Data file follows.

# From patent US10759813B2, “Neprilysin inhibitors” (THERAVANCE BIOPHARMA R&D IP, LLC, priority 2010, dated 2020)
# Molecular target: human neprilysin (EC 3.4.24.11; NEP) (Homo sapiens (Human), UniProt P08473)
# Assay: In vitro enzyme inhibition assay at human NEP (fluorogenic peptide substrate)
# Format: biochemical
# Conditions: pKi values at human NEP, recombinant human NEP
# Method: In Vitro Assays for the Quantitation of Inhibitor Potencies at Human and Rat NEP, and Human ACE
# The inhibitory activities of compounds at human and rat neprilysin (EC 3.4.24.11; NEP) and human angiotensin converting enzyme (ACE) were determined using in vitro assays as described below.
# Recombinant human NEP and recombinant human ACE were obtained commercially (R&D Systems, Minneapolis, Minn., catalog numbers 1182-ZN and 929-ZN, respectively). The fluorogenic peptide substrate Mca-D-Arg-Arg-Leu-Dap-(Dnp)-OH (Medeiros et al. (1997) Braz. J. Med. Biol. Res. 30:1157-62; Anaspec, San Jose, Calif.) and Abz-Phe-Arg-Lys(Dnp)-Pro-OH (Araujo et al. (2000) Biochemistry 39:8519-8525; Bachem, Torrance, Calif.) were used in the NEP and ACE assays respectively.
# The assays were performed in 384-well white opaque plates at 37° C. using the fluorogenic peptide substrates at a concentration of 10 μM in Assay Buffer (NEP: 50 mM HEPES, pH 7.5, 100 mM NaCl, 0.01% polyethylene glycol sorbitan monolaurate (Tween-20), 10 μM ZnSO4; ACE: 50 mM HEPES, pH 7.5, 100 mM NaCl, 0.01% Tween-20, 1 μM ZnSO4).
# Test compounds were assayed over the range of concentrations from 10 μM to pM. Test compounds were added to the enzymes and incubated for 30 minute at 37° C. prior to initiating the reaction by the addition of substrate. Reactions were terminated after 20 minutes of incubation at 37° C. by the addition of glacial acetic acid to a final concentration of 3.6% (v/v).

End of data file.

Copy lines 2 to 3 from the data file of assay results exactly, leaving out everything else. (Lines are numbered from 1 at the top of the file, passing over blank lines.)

# Molecular target: human neprilysin (EC 3.4.24.11; NEP) (Homo sapiens (Human), UniProt P08473)
# Assay: In vitro enzyme inhibition assay at human NEP (fluorogenic peptide substrate)